Effective Remediation Strategies Focus on Contamination Risk

Posted by geologixaus on February 12th, 2020

Can a contaminated site ever be restored to pre-development conditions? Not usually as full restoration is not only very expensive, it may not even be necessary. In order to work out appropriate clean-up goals, environmental consultants will determine a site’s contamination profile and assess whether there is a potential risk of harm to humans or the environment. If there’s a risk to either, effective remediation solutions will focus on removing or mitigating the identified risks.

Adverse health effects are present when there’s a connection between a contaminant and anyone or anything that is present on the site (ie. the receptor). If there is no connection between a contaminant and a receptor then there is no risk of adverse effects. For example, if a receptor can’t inhale, ingest or touch a contaminant, there is no exposure link, and remediation isn’t required for safe use of the site.

Tier 1 Criteria

Government regulations determine the contamination limits for water, air, and soil. These are called Tier 1 criteria and based on conservative assumptions of receptor exposure. If contamination is detected at these levels, this indicates that a site has a low and acceptable risk. Consequently, if contaminant testing results fall well below Tier 1 criteria, there’s a negligible risk to humans or the environment.

When Tier 1 Criteria are Used Incorrectly

Sometimes Tier 1 criteria are employed as a default clean up levels. This can increase development costs if it leads to remediation that simply isn’t required. When a contaminant is present at a level higher than the Tier 1 criteria, an investigation should follow to determine whether a receptor is actually exposed and at risk of harm.

Why does a Tier 1 exceedance not automatically imply a risk to health or environmental receptors? As exposure to a contaminant can occur through direct contact, inhalation, or ingestion, a non-existent or blocked pathway to a receptor does not present contamination risk so remediation may not be required. If, however, there is a potential exposure pathway, a more detailed Tier 2 or Tier 3 assessment can be undertaken to consider site specific factors and model exposure pathways that don’t rely on the generic assumptions of Tier 1 criteria. Site specific assessments can deliver more targeted remediation or enable appropriate risk management options.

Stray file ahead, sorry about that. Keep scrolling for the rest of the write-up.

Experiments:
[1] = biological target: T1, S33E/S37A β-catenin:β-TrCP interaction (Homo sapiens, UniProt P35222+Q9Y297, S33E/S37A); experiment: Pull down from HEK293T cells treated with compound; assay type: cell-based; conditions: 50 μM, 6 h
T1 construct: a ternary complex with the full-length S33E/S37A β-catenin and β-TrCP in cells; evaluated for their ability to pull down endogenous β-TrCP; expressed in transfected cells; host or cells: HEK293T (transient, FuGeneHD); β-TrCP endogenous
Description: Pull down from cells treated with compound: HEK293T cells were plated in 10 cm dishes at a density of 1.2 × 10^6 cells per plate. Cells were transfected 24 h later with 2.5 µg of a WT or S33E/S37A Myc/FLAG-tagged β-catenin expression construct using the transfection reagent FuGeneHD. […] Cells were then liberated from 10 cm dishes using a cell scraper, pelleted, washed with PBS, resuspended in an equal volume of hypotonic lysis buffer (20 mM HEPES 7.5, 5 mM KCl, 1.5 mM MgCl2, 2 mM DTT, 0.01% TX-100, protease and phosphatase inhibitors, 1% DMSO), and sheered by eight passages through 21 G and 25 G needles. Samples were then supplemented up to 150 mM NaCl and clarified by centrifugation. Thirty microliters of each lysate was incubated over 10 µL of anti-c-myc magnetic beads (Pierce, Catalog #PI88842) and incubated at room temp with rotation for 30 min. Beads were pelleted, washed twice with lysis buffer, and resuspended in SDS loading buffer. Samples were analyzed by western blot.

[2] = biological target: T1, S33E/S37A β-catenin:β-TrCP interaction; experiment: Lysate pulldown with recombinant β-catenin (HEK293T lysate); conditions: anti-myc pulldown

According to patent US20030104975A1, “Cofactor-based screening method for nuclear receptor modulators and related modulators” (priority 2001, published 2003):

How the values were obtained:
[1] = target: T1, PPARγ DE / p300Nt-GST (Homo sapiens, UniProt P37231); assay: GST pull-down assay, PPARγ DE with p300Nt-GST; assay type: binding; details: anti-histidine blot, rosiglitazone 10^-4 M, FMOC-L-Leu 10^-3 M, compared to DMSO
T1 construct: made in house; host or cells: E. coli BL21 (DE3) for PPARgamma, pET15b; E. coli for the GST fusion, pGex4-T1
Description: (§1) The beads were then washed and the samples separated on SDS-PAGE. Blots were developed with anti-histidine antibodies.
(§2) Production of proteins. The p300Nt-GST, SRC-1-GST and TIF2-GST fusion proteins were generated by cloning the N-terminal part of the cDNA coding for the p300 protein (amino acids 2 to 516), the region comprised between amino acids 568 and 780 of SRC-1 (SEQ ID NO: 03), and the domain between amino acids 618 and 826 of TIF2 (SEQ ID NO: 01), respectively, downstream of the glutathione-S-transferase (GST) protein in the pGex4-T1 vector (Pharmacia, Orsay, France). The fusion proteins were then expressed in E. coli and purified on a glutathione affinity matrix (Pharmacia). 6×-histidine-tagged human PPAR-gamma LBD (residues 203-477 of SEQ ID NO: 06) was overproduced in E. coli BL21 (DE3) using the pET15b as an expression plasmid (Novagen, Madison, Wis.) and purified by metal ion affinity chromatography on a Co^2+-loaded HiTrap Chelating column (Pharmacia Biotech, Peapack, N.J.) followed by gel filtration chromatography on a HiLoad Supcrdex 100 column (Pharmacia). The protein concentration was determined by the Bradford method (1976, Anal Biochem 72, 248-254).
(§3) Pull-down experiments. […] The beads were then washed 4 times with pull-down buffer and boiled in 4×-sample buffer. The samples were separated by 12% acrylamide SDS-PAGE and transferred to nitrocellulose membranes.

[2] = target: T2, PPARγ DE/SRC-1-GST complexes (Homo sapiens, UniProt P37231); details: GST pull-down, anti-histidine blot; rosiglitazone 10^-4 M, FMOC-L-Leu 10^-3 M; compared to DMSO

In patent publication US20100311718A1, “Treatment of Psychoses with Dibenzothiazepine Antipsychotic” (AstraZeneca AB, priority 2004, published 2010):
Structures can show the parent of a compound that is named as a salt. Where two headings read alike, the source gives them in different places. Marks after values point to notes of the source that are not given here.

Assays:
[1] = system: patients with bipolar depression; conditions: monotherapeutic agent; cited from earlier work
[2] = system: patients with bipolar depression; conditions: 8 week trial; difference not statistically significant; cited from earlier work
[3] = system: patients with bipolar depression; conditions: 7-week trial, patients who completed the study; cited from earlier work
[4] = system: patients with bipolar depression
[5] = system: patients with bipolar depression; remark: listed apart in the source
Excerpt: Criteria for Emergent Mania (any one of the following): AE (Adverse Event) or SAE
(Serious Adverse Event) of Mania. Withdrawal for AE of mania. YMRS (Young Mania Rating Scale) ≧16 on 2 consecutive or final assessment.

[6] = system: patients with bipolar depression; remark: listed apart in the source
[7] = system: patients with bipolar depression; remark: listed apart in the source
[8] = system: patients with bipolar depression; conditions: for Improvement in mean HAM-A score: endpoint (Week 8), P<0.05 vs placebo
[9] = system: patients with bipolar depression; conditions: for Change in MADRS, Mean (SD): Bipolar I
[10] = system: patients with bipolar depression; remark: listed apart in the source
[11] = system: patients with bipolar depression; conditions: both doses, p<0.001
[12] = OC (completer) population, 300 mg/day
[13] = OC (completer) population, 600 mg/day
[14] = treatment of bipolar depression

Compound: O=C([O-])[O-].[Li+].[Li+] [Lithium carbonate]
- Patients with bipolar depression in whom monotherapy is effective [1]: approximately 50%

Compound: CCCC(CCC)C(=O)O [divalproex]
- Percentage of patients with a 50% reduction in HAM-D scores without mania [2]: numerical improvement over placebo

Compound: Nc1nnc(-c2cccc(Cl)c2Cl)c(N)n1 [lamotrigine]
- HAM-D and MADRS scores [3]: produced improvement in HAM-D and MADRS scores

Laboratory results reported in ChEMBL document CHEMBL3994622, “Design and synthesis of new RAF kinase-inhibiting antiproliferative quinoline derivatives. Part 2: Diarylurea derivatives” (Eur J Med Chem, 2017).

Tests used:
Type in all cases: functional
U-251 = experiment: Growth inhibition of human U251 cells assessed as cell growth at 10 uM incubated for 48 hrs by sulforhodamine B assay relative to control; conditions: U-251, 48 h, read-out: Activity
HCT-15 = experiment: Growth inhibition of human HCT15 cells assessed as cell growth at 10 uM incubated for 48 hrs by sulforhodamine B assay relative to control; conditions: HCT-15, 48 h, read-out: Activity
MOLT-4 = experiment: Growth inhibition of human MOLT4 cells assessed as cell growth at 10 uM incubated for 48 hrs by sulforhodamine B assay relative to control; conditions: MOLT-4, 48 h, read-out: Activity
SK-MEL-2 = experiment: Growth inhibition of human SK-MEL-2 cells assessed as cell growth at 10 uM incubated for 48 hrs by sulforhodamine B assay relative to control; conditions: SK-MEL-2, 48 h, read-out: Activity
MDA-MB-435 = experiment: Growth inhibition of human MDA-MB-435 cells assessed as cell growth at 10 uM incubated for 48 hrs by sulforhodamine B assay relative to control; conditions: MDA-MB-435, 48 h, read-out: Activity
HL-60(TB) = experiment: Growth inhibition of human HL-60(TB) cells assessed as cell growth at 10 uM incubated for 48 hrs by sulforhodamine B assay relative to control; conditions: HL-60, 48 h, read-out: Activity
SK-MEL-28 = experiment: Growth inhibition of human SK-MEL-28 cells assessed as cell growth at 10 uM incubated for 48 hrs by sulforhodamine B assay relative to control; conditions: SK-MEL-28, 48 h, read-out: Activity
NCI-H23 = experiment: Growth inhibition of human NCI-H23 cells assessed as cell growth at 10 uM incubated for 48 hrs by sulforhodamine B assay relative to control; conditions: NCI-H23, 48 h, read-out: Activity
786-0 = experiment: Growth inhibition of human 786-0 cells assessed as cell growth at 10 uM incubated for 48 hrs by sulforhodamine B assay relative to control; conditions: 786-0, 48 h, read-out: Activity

Tier 2 and 3 Risk Assessment

A Tier 2 or 3 investigation requires the calculation of site-specific safety criteria and clean-up goals (if relevant). It could also conclude that the contamination presents an unacceptable risk for the proposed or existing land use. The value of a Tier 2 or 3 risk assessment is that it may demonstrate that remediation is not required or justify a reduced scope of works in order to make a site suitable for its proposed use.

A Tier 2 / 3 assessment will take account of the contaminant toxicity and behaviour in relation to specific site features as well as the proposed land use. Land features, onsite buildings / infrastructure, the time that someone may be exposed, and other site specific elements may create or mitigate exposure risk. When clean-up goals are devised they can then be tailored to address any unacceptable risks either by removing or mitigating any exposure links. 

Remediation or Further Investigation?

When a potential contamination risk is identified by a Tier 1 risk assessment, a decision is needed on whether to perform a more site-specific assessment or head straight into remediation. This decision can impact development costs and needs to consider the extent of contamination in light of the land’s proposed use. A decision will often come down to the experience of the environmental consultant, however, a good decision hinges on the quality of the initial contamination assessment.

Site Investigation

A useful site investigation characterises the nature and extent of any potential contamination. The first step considers historical information about the site (also called a Phase 1 assessment). A Phase 2 site assessment will  obtain greater detail on the potential sources, types, and distribution of contaminants. This involves collecting soil, air, biota and / or water samples which are tested at a lab and analysed against Tier 1 criteria.

The Importance of Experience

Many landowners (and environmental consultants) take a ‘dig and dump’ approach to remediation following Tier 1 contaminant exceedances. As well as increasing costs, this can be harmful to the environment. Expert experience and advice is pivotal in assessing a site and providing sustainable and cost-effective remediation solutions. It is also important to meet all regulatory requirements to avoid project delays and additional expenses.

Geo-Logix is highly experienced in risk assessments and remediation projects. We are trusted many of Australia’s largest property developers and can provide the help you need. For expert advice on your project, contact Ben Pearce at bpearce@geo-logix.com.au.

Like it? Share it!


About the Author

Joined: September 2nd, 2019
Articles Posted: 5

More by this author